jobs and faster economic growth as a benefit of the
existence of the rail lines.

But, critics of the business plan abound. The
Board of Supervisors from both Tulare and Kern
Counties, counties who would presumably benefit
from the increased connectivity and economic growth
potential of CHSR voted their opposition to the program
as “currently constituted.

Moreover, questions have been raised about construction costs and timing,
environmental impact, operating costs and ridership
forecasts.

The State Legislative Analyst’s Office,
while not taking a position on the desirability of
CHSR, has critiqued the decision making process and
the quality of information available for legislators to
properly evaluate the issue.

 

 

Conclusions
In this study we have looked for, and failed to
find evidence of economic development that could
be clearly identified with the introduction or
operation of high-speed rail in Japan. This is surprising
because, at least for the Tokaido Line, conditions
were ripe for economic development. To be sure the
prefectures along the Tokaido Line grew. The late
60s and early 70s were a period of transformation and
growth throughout Japan. But the data don’t admit a
clear story that high-speed rail was in and of itself a
differentiating contributor.

Is it possible that absent high-speed rail Kanagawa
Prefecture would have grown more slowly? That
is an experiment that can never be performed. But
when we keep in mind that Japan’s growth in the 60s
and 70s were due to exports of goods and Kanagawa’s
main city, Yokahama, is a major port city for the
Tokyo area, it is easy to conclude that the economic
growth would have occurred with existing low speed
rail and truck transport.

The lessons for California are two-fold.

First, high-speed rail tends to create sprawl as it lowers
the cost for commuters and makes more far-flung
locations possible bedroom communities. This may
be considered a benefit by some and a detriment by
others.

Second, the claims that a multiplier effect (or
economic development effect) of 450,000 jobs as a
result of the introduction and operation of CHSR are
not likely to be realized. There may be good reasons
to invest in CHSR including the possibility that
CHSR is the optimal infrastructure investment for a
growing population; but the economic argument, the
jobs argument, does not seem to stand on very solid
ground.

So It Turns Out We’ll End Up Paying to Watch Larry Ellison Fix the America’s Cup Boat Race After All? All Right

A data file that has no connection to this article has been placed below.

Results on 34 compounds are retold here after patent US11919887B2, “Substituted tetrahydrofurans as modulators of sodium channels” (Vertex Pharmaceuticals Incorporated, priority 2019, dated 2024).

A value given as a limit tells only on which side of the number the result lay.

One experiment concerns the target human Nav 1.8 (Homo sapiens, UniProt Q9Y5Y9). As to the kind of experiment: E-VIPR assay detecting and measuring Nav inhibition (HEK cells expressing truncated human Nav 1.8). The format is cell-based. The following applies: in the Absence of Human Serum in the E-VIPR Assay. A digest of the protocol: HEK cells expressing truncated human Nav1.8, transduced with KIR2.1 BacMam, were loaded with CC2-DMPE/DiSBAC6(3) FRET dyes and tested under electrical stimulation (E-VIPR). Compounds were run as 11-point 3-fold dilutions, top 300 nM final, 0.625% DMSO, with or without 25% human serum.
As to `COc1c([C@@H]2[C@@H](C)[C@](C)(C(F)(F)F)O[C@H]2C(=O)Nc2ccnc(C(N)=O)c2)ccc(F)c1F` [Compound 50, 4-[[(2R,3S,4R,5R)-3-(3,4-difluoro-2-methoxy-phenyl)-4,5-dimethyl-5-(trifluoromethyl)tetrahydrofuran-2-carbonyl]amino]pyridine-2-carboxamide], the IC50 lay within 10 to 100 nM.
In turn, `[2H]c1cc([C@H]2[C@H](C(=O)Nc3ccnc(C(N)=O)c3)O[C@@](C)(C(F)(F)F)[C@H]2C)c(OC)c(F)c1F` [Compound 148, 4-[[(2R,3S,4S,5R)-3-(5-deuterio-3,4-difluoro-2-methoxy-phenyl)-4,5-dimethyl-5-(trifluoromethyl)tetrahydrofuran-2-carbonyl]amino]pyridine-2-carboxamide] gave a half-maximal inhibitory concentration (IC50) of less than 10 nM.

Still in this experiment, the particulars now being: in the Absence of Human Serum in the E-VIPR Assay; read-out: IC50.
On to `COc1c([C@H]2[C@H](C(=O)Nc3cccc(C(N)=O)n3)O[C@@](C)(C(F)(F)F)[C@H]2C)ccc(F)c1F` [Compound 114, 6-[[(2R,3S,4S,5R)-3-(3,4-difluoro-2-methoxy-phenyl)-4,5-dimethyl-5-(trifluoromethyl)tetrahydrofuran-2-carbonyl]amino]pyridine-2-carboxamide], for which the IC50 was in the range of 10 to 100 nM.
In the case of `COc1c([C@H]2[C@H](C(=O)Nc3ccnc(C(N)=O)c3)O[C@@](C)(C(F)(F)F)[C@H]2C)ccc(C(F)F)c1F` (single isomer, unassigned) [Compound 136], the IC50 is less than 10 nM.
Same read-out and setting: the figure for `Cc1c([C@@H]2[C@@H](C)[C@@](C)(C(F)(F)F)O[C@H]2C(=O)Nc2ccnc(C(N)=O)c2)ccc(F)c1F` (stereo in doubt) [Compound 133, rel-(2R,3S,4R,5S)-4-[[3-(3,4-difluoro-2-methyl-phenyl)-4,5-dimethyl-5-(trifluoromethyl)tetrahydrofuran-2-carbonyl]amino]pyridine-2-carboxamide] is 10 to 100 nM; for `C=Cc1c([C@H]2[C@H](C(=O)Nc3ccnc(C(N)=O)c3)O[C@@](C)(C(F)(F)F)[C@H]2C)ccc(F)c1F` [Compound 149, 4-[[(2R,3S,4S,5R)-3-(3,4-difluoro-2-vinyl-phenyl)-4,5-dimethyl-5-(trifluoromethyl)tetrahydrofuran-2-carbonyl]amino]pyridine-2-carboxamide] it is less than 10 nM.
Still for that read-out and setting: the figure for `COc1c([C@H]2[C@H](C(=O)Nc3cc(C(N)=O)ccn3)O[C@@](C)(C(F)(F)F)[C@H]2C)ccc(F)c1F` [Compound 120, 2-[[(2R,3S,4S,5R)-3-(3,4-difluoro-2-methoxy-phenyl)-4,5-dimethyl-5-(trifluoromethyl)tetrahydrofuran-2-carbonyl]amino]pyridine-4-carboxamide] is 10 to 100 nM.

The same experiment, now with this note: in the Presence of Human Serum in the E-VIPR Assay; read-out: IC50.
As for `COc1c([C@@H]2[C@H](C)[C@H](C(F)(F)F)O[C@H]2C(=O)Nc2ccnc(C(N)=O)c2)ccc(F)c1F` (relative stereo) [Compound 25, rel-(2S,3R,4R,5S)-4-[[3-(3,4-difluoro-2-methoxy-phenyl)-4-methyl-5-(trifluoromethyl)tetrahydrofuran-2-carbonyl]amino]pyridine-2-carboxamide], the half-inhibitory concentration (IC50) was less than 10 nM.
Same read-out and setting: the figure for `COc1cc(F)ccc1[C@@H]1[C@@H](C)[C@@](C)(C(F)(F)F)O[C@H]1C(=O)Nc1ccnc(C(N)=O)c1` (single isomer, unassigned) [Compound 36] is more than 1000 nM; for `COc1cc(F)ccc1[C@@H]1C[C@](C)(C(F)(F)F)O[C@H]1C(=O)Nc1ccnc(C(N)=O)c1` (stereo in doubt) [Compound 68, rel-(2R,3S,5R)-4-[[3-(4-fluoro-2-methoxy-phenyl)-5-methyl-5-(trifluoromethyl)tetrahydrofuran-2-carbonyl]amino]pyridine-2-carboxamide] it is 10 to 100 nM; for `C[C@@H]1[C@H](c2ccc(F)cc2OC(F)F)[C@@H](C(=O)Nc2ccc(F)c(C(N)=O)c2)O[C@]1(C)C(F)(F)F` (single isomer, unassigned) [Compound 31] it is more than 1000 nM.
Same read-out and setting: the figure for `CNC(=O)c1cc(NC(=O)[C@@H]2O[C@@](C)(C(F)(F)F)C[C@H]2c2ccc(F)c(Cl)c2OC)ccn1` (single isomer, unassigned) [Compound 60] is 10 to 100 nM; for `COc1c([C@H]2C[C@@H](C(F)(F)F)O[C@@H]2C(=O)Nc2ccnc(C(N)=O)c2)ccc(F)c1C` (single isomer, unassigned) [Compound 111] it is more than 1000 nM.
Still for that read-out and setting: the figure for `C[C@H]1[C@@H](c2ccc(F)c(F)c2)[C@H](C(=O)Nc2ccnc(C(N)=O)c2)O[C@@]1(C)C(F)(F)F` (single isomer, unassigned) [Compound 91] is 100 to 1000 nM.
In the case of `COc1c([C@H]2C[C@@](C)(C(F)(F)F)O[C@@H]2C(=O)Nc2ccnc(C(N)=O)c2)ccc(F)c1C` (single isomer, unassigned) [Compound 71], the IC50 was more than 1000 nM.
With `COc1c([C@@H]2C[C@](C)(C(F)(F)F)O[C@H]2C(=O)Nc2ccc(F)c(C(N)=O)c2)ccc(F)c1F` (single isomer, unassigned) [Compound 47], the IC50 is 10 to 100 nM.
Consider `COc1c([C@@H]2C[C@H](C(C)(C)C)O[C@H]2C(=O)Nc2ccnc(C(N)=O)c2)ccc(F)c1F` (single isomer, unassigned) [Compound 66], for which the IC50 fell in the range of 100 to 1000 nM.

Tuesday, March 20th, 2012

Well here’s the news:

New America’s Cup Deal to be Submitted Tuesday at Board of Supervisors

WOW, I’LL BET THEY’RE ALL INKING UP THEIR RUBBER “YES” STAMPS RIGHT NOW!

San Francisco, California, 20/03/2012

THIS IS THE AMERICA’S CUP SO OF COURSE EVERYBODY INVOLVED SPEAKS EUROPEAN. BOY, I CAN’T WAIT UNTIL 10/11/12 – CAN YOU? OH WAIT, I MEANT 11/10/12, WHICH IS NOVEMBER 10TH, OR IS IT OCTOBER 11TH?

“It’s an arrangement we can live with, but not what we expected,” America’s Cup Leaders say.

WHEN LOWER CASE LETTERS WON’T HONOR YOU ENOUGH, CHOOSE UPPER CASE AND THEN CALL YOURSELVES “LEADERS.” HAW-HAW. OH WHAT’S THAT? WE’RE STILL NOT GIVING YOUR ALREADY FAILED AND OVERHYPED EVENT THAT NOBODY CARES ABOUT ENOUGH MONEY? AWW, THAT’S TOO BAD!

The head of the organization spearheading the America’s Cup in San Francisco today said that they will support the deal that the office of Mayor Edwin M. Lee submitted to the Board, which finalizes the path for the City of San Francisco to host the world’s most prestigious sailing event, the America’s Cup, in San Francisco during the summer of 2013.

SO, YOU’LL SUPPORT THE DEAL YOU JUST MADE WITH THE MAYOR. HOW GENEROUS OF YOU ALL! HOW SURPRISING! BUT I’D SAY THAT SAILING AT THE SUMMER OLYMPICS IS MORE PRESTIGIOUS, JMO.

“We have worked very hard to bring this historic race to San Francisco and we’re glad we have reached an agreement with the City,” said Stephen Barclay, a Director of the America’s Cup Event Authority. “While we support the deal submitted to the Board, it is not what we had anticipated or planned for.”